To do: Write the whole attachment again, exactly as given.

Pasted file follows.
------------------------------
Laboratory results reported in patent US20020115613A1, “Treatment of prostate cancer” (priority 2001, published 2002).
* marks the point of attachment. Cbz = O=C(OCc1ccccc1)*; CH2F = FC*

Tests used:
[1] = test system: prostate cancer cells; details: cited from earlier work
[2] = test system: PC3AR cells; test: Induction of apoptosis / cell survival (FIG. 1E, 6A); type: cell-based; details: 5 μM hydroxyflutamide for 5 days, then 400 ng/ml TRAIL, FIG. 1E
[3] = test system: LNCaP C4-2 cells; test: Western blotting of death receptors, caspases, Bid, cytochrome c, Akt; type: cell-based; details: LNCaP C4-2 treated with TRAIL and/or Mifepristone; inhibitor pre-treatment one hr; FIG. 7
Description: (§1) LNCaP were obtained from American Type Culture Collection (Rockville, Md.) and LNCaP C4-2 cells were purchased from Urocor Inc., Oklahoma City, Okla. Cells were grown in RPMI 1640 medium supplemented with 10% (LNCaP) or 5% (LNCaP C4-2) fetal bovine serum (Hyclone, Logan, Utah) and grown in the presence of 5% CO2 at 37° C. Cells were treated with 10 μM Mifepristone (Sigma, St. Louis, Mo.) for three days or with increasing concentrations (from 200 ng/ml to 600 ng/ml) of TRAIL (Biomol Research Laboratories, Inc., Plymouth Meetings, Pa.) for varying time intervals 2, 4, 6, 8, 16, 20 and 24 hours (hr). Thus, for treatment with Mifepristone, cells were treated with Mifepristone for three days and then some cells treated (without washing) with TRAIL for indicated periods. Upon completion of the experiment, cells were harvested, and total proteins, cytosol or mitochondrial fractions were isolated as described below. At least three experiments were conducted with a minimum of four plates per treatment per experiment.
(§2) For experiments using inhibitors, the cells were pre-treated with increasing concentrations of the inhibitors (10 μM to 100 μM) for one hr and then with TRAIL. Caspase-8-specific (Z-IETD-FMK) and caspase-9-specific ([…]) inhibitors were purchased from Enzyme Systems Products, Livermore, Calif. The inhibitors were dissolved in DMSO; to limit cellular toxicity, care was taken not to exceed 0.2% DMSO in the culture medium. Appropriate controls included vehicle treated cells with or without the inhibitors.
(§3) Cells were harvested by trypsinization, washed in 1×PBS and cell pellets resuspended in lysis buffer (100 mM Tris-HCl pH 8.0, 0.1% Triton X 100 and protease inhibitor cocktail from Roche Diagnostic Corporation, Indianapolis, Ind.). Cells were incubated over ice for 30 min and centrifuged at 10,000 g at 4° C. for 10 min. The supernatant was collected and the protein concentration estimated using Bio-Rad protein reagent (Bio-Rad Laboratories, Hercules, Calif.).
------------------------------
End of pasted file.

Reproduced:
Laboratory results reported in patent US20020115613A1, “Treatment of prostate cancer” (priority 2001, published 2002).
* marks the point of attachment. Cbz = O=C(OCc1ccccc1)*; CH2F = FC*

Tests used:
[1] = test system: prostate cancer cells; details: cited from earlier work
[2] = test system: PC3AR cells; test: Induction of apoptosis / cell survival (FIG. 1E, 6A); type: cell-based; details: 5 μM hydroxyflutamide for 5 days, then 400 ng/ml TRAIL, FIG. 1E
[3] = test system: LNCaP C4-2 cells; test: Western blotting of death receptors, caspases, Bid, cytochrome c, Akt; type: cell-based; details: LNCaP C4-2 treated with TRAIL and/or Mifepristone; inhibitor pre-treatment one hr; FIG. 7
Description: (§1) LNCaP were obtained from American Type Culture Collection (Rockville, Md.) and LNCaP C4-2 cells were purchased from Urocor Inc., Oklahoma City, Okla. Cells were grown in RPMI 1640 medium supplemented with 10% (LNCaP) or 5% (LNCaP C4-2) fetal bovine serum (Hyclone, Logan, Utah) and grown in the presence of 5% CO2 at 37° C. Cells were treated with 10 μM Mifepristone (Sigma, St. Louis, Mo.) for three days or with increasing concentrations (from 200 ng/ml to 600 ng/ml) of TRAIL (Biomol Research Laboratories, Inc., Plymouth Meetings, Pa.) for varying time intervals 2, 4, 6, 8, 16, 20 and 24 hours (hr). Thus, for treatment with Mifepristone, cells were treated with Mifepristone for three days and then some cells treated (without washing) with TRAIL for indicated periods. Upon completion of the experiment, cells were harvested, and total proteins, cytosol or mitochondrial fractions were isolated as described below. At least three experiments were conducted with a minimum of four plates per treatment per experiment.
(§2) For experiments using inhibitors, the cells were pre-treated with increasing concentrations of the inhibitors (10 μM to 100 μM) for one hr and then with TRAIL. Caspase-8-specific (Z-IETD-FMK) and caspase-9-specific ([…]) inhibitors were purchased from Enzyme Systems Products, Livermore, Calif. The inhibitors were dissolved in DMSO; to limit cellular toxicity, care was taken not to exceed 0.2% DMSO in the culture medium. Appropriate controls included vehicle treated cells with or without the inhibitors.
(§3) Cells were harvested by trypsinization, washed in 1×PBS and cell pellets resuspended in lysis buffer (100 mM Tris-HCl pH 8.0, 0.1% Triton X 100 and protease inhibitor cocktail from Roche Diagnostic Corporation, Indianapolis, Ind.). Cells were incubated over ice for 30 min and centrifuged at 10,000 g at 4° C. for 10 min. The supernatant was collected and the protein concentration estimated using Bio-Rad protein reagent (Bio-Rad Laboratories, Hercules, Calif.).